Inside the Natchez Trace Collection: New Sources for Southern History

By Whitley, Bland | Journal of the Early Republic, April 1, 2000 | Go to article overview

Inside the Natchez Trace Collection: New Sources for Southern History


Whitley, Bland, Journal of the Early Republic


Inside the Natchez Trace Collection: New Sources for Southern History. Edited by Katherine J. Adams and Lewis L. Gould. (Baton Rouge: Louisiana State University Press, 1999. Pp. x, 207. Illustrations, appendix. $35.00.)

Recently opened by the University of Texas at Austin, the Natchez Trace Collection represents a substantial storehouse of information on the Lower Mississippi Valley, one of the foremost slaveholding regions of the United States. This concise, ably-edited volume offers six views of topics that should invite the interests of students of southern history from a wide range of perspectives. Whether or not the collection will help produce significant revisions of southern history is unclear, but at the very least the contributors indicate ways that the NTC will enable scholars to create more nuanced portraits of the Natchez district.

In his introduction, Lewis L. Gould sums up the volume's goal as a guided tour through the NTC's contents "in the context of existing scholarly research on southern history" (5). Some readers might have preferred a more actively speculative strategy, which would have encouraged the contributors to use their discussions as a means of proffering new interpretations of the southern past. On the whole, however, the editors' choice seems a sound one. In any event the suggested alternative was probably not possible, as the NTC appears to contain mainly the kinds of documents that southern historians have traditionally mined and thus seems most appropriate for engaging in prevailing debates and interpretations.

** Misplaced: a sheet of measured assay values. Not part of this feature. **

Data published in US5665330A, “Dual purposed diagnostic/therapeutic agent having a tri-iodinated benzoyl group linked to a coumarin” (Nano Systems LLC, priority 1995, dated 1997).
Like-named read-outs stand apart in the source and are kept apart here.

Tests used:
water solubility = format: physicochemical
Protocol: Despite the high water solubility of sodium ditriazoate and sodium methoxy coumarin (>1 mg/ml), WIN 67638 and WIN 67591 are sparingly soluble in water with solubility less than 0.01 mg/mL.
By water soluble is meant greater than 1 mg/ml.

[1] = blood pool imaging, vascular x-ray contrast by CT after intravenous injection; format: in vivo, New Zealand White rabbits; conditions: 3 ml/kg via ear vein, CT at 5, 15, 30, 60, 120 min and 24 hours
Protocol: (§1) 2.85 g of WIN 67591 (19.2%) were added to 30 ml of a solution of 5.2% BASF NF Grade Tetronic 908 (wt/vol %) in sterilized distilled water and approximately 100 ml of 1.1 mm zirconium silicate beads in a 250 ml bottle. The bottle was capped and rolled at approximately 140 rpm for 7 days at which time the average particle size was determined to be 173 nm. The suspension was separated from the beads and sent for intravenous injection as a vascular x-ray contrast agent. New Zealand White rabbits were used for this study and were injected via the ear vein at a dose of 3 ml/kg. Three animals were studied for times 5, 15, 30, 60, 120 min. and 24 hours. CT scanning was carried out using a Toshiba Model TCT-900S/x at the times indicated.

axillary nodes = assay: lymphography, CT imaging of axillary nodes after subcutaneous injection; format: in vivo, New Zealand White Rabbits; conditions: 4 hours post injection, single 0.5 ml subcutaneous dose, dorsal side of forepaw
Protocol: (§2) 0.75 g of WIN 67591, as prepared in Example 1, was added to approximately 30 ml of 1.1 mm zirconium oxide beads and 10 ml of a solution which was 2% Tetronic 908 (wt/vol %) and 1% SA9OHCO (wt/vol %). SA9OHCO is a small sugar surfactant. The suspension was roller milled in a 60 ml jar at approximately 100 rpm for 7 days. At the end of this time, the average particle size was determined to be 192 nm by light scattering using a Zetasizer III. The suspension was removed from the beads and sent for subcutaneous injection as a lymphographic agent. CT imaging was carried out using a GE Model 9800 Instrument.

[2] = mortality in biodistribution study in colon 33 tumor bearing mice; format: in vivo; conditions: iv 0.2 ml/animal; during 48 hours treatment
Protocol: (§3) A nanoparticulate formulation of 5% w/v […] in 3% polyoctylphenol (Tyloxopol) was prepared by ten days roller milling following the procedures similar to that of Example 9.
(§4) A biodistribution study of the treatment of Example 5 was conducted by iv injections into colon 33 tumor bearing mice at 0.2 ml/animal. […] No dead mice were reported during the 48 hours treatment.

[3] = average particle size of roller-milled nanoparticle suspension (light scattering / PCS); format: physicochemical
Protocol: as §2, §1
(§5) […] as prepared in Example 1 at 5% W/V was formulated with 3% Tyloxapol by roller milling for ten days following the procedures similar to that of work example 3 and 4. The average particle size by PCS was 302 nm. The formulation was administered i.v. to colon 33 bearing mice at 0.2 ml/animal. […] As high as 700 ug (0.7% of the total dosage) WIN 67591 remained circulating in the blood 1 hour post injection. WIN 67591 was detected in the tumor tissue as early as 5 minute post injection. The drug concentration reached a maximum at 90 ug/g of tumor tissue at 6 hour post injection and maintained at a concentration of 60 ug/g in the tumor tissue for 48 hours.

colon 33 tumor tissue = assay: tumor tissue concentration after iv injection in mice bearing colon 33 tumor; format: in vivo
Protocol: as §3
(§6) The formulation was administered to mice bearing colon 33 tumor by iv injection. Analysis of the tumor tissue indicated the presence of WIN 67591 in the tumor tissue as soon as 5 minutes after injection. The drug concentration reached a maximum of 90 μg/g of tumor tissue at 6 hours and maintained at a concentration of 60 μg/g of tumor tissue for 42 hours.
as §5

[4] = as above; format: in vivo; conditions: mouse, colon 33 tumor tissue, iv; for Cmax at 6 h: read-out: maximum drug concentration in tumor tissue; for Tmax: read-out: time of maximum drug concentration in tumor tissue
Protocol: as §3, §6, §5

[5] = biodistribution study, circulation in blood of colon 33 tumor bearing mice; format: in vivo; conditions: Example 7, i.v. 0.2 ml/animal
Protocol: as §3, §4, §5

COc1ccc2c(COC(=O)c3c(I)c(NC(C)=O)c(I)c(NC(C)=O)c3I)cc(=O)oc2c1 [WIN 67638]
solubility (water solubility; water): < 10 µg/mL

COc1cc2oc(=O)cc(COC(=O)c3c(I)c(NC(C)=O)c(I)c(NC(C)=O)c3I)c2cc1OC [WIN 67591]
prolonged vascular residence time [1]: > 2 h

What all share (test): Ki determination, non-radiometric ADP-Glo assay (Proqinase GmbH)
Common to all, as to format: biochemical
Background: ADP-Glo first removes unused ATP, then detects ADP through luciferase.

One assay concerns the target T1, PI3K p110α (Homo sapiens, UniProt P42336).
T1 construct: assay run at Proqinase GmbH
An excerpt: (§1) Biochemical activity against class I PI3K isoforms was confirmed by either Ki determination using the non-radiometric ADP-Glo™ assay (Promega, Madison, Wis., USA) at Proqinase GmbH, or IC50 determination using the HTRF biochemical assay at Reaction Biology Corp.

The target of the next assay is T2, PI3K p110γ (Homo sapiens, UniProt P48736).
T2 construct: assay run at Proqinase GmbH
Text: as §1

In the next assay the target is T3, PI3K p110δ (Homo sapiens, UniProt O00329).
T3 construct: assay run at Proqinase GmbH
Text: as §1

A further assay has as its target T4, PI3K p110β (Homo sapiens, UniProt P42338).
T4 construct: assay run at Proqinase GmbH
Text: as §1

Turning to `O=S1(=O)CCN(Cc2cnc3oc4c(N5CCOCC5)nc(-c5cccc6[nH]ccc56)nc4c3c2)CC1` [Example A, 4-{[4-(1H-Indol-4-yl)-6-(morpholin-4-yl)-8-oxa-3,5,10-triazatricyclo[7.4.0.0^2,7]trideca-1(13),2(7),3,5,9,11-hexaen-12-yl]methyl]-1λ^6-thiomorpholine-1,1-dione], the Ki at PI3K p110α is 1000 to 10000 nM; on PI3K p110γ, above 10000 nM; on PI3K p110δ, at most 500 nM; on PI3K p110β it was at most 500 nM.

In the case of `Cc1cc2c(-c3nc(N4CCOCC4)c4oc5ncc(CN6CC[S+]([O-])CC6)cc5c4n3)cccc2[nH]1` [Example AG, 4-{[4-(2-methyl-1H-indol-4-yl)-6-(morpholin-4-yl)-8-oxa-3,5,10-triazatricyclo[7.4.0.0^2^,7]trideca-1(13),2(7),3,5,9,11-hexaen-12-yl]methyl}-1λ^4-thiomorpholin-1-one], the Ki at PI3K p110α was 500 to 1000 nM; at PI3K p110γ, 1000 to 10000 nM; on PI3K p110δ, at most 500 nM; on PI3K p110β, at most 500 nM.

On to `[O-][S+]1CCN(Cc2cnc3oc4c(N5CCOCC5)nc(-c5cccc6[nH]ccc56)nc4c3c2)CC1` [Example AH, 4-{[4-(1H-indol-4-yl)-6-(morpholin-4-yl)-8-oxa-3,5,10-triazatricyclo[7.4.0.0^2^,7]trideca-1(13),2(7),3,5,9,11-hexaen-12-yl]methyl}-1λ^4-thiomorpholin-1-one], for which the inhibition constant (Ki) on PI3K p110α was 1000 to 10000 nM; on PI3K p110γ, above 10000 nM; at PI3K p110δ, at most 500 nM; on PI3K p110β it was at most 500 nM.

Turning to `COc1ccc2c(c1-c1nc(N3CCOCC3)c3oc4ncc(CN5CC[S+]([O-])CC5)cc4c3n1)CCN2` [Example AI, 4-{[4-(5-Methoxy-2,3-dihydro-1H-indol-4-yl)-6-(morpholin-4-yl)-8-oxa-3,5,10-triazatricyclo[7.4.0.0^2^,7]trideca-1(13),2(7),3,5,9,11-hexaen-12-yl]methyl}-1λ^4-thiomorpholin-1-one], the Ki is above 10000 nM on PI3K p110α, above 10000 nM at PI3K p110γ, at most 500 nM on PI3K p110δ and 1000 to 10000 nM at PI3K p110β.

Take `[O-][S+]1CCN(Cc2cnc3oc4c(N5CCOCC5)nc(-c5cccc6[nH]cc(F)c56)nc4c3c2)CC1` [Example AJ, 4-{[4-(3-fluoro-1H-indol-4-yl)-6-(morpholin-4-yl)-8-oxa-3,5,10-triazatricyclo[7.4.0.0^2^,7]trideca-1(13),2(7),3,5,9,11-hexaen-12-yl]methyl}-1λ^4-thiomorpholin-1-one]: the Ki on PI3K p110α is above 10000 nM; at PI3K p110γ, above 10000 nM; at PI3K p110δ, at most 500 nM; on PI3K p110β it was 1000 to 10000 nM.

Students interested in the southern frontier, slavery in the Natchez district, the lives of women, and sectionalism should find the volume particularly useful. As John Guice's contribution "Windows on the Old Southwest" makes clear, the NTC holds a wealth of information on the region during its earliest stages of development. Provincial and Territorial Records illuminate aspects of the Natchez district's French and Spanish past as well as the significance of cattle ranching to the earliest white settlers. Unfortunately, few documents appear to touch on the powerful Indian presence in the region. This disappointing lacuna results primarily from the collection's neglect of the Natchez Trace itself. The current archivists are certainly not to blame for this circumstance, but they may be faulted for assigning a misleading name to the collection. Several of the contributors comment on the relatively poor sources for studying women. Yet as Katherine Adams deftly shows, analyses of women are quite possible. In particular, the NTC appears to shed much light on how women handled health care and the education of elite children. Although most of the documents pertain to elite women, Adams cites enough scattered information on slave women and white working women to spark the interest of concerned students. Not surprisingly, slavery draws the attention of all the contributors. Randolph Campbell's essay offers the most focused analysis of the NTC's information on the peculiar institution. …

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